Heartburn, indigestion, gastritis… what’s really going on in your stomach?
Stomachs growl, gurgle, grumble, and groan. It’s one of the ways that we know something’s going on in there. Figuring out what’s wrong is not always easy because there can be a lot of overlap between the many possible problems. Heartburn, acid reflux (GERD), indigestion (dyspepsia), and stomach inflammation (gastritis) can all share similar symptoms.1,2 Of course, those symptoms can also point to an H. pylori infection.
Even though most people who have an H. pylori infection don’t experience symptoms, visiting your doctor could help determine if there’s something more behind the symptoms that you’re feeling. Treating your symptoms alone could mask an infection and delay more effective treatments.
Masking an H. pylori Infection
Symptoms of an H. pylori infection usually stem from the conditions that the infection can cause rather than the infection itself. Gastritis and dyspepsia can both be caused by H. pylori and without proper treatment these conditions will probably not go away.3 H. pylori can also cause ulcers.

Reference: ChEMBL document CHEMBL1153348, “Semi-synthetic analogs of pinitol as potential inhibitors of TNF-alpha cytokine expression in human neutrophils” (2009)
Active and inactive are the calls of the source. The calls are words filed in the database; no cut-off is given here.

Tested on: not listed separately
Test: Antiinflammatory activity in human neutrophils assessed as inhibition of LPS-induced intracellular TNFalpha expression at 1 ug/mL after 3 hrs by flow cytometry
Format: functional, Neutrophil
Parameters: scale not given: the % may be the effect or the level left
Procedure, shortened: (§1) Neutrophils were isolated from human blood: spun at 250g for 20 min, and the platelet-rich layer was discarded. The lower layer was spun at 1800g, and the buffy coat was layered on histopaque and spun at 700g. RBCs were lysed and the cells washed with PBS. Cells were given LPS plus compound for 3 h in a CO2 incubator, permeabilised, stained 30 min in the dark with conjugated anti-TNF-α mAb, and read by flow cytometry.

Ulcers aren’t caused by stress or spicy food.
For many years, peptic ulcers were blamed on factors like diet or stress.1 It wasn’t until H. pylori was discovered in 1982 that one of the 2 major causes of ulcers was revealed. The other major cause is NSAIDs (nonsteroidal anti-inflammatory drugs), which are some of the most commonly used pain relievers available. This means that taking medicines like aspirin or ibuprofen and being infected with H. pylori can make your chances of developing an ulcer even greater.1,3
Up to 14 million people are on NSAID therapy in the United States, and up to 60% of them will have stomach problems as a side effect.4 If you take any of the medicines listed below, it’s a good idea to be aware of the possible risks.
might not be
the cause of your
- Aspirin (Bufferin®, Bayer®, and Excedrin®)
- Celecoxib (Celebrex®)
- Diclofenac (Voltaren®, Cataflam®, Voltaren®-XR)
- Diflunisal (Dolobid®)
- Etodolac (Lodine®, Lodine® XL)
- Ibuprofen (Advil®, Brufen®, Motrin®, Nurofen®, Medipren®, Nuprin®)
- Indomethacin (Indocin®, Indocin® SR, Indocin® IV)
- Ketoprofen (Actron®, Orudis®, Oruvail®, Ketoflam®)
- Ketorolac (Toradol®, Sprix®, Toradol® IV/IM, Toradol® IM)
- Nabumetone (Relafen®)
- Naproxen (Aleve®, Anaprox®, Midol® Extended Relief, Naprosyn®, Naprelan®)
- Oxaporozin (Daypro®, Dayrun®, Duraprox®)
- Piroxicam (Feldene®)
- Rofecoxib (Vioxx®, Ceoxx®, Ceeoxx®)
- Sulindac (Clinoril®)
- Tolmetin (Tolectin®)
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